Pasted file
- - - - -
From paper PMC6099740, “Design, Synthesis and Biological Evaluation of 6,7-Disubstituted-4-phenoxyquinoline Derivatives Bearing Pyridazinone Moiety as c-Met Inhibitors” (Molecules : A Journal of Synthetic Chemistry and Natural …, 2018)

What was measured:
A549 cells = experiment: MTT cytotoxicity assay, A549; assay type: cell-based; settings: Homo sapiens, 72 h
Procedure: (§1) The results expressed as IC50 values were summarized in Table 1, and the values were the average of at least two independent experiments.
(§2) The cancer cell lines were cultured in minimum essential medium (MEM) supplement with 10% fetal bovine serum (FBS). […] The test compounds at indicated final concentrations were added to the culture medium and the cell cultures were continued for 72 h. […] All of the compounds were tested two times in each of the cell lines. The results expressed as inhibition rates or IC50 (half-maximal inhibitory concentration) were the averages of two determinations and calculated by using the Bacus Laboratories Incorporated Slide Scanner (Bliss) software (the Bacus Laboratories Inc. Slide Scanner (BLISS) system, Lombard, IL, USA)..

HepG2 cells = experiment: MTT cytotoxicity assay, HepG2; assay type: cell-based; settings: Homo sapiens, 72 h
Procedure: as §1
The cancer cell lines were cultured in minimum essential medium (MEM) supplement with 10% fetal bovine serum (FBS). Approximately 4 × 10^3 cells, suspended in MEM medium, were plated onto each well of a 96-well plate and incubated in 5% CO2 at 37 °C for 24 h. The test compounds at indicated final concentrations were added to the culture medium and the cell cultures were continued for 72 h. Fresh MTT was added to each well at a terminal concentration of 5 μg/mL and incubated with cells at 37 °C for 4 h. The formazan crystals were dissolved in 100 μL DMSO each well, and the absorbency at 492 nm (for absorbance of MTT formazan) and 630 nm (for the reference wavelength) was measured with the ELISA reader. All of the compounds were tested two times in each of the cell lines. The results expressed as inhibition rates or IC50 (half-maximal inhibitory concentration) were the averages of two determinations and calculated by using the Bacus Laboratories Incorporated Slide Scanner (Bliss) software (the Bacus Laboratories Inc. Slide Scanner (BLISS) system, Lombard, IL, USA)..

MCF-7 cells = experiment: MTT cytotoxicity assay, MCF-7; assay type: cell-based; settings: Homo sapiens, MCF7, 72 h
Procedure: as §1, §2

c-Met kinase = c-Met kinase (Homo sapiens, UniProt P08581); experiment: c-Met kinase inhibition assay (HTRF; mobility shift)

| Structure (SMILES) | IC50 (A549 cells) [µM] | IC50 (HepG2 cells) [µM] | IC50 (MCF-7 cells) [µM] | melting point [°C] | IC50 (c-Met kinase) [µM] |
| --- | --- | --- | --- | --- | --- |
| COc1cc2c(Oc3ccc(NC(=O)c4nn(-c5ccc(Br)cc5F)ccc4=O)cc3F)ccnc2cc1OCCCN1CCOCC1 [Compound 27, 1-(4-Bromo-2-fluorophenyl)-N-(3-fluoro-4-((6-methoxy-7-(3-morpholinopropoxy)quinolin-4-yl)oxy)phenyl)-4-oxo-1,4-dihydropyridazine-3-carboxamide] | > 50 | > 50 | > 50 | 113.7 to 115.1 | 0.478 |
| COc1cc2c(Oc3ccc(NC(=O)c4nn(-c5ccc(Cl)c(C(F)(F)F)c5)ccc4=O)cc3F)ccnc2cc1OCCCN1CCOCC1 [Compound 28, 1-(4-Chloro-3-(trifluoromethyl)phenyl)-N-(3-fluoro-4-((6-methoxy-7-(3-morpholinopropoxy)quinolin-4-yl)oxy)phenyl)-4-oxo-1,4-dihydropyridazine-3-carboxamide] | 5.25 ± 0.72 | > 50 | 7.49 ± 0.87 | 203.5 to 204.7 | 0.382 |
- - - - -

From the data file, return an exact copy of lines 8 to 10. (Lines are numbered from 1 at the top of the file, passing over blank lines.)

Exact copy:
The cancer cell lines were cultured in minimum essential medium (MEM) supplement with 10% fetal bovine serum (FBS). Approximately 4 × 10^3 cells, suspended in MEM medium, were plated onto each well of a 96-well plate and incubated in 5% CO2 at 37 °C for 24 h. The test compounds at indicated final concentrations were added to the culture medium and the cell cultures were continued for 72 h. Fresh MTT was added to each well at a terminal concentration of 5 μg/mL and incubated with cells at 37 °C for 4 h. The formazan crystals were dissolved in 100 μL DMSO each well, and the absorbency at 492 nm (for absorbance of MTT formazan) and 630 nm (for the reference wavelength) was measured with the ELISA reader. All of the compounds were tested two times in each of the cell lines. The results expressed as inhibition rates or IC50 (half-maximal inhibitory concentration) were the averages of two determinations and calculated by using the Bacus Laboratories Incorporated Slide Scanner (Bliss) software (the Bacus Laboratories Inc. Slide Scanner (BLISS) system, Lombard, IL, USA)..

MCF-7 cells = experiment: MTT cytotoxicity assay, MCF-7; assay type: cell-based; settings: Homo sapiens, MCF7, 72 h
Procedure: as §1, §2